Note: see also UK Visit Visa Refusal (Deception) and Reapplying Procedure

Note: further questions about judicial review should be taken to Legal. We have only limited scope for questions about it.

Note: in another answer user40416 (to whom thanks for a great answer) pointed out that Nigerian nationals have an unwieldy history of fraudulent visa applications. You would be in a position to be aware of this also and hence use extreme diligence in completing your visa application.

Note: for a general discussion about the UK Visa Sections posted to Nigeria, read this article in the TSE archives.

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20  
Trying to give the OP the benefit of the doubt, I have skipped parts of forms because I didn't have what I needed to complete them at hand with the intent of going back, only to forget that I skipped a section until getting a validation error. None of them were on anything with failure consequences as potentially severe as what the OP did; but while suspicious it's possible it was an "I'm an idiot error" not something malicious. Unfortunately it's probably a moot point as far as immigrations are concerned. – Dan Neely Feb 22 at 16:51
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Also in fairness to the OP, the previous denials were nine years ago. It is possible to inadvertently forget something from nearly a decade ago. We don't know whether the OP is pathological or not, nor does it really matter, as UK Immigration has clearly decided it was deception. – Zach Lipton Feb 22 at 17:05
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@ZachLipton we already had a case heard by the Upper Tribunal where the appellant (coincidentally from Nigeria) claimed forgetfulness was not deception. The appellant lost. – Gayot Fow Feb 22 at 23:26
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@GayotFow It would probably be good to edit that example into your answer. – Lilienthal Feb 22 at 23:33
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@Lilienthal, the answer has already attracted comments of 'legalese' and has to stand 'as is' at the moment; it invites the reader to take follow up questions to law.stackexchange.com (Legal) – Gayot Fow Feb 22 at 23:59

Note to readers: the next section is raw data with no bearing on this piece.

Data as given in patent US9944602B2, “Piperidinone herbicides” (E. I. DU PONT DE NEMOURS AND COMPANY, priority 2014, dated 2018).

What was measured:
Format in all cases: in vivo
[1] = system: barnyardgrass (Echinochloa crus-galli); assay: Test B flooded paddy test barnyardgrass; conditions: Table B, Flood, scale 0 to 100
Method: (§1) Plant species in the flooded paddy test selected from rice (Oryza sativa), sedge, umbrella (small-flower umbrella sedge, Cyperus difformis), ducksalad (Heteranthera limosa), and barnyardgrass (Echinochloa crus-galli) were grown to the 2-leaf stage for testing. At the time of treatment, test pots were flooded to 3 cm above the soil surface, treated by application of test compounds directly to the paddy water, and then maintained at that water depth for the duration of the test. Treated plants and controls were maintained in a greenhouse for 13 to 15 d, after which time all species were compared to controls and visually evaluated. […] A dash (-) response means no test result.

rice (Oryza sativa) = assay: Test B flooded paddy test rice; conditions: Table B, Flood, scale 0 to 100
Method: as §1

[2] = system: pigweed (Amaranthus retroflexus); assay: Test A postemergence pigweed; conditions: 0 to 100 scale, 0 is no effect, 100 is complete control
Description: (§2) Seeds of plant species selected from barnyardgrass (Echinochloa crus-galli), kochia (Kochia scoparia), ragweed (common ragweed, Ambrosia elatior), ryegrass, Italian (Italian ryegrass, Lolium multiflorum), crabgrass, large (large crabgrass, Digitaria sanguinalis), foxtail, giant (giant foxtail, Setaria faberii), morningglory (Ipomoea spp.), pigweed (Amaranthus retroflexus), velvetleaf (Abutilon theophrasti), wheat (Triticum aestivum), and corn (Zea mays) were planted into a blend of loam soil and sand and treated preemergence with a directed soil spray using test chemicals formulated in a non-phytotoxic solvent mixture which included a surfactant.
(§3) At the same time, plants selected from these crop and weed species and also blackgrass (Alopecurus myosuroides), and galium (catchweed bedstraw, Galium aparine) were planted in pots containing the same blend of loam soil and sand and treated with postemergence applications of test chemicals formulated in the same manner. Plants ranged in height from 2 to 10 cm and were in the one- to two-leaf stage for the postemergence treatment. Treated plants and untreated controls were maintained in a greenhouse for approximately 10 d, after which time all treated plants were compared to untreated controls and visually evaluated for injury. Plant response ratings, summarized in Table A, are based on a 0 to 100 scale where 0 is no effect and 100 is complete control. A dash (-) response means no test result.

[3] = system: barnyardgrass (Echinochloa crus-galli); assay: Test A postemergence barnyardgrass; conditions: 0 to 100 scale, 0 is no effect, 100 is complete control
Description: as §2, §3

Lifting your 10-year ban is very easy - wait 10 years.

You have been denied twice before, and you made a mistake / made a false statement / lied on the new application.

Unfortunately for you, Nigeria is top of the list where visa fraud and false documents are concerned - the examiners aren't interested in your explanation as they've heard it plenty of times before.

Rather unlikely a lawyer is worth the money - 2 denials plus this incident is rather hard to recover from. When you fill out the forms in 2026 pay close attention to the details.

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6  
I like to think that the Visa officials are trying to keep the check in times shorter as well. Ever tried checking in in Terminal 5, section B? It is always a total nightmare as you wait for people unpacking, repacking, and arguing with officials and each other. Your kids will love it though as it is a hot bed for the sniffer dogs and those little guys are awesome. – Gusdor Feb 22 at 11:06
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+1 for putting forward the most practical and realistic approach. The OP has peed in the well in a virtually irreversible way. – Gayot Fow Feb 24 at 11:38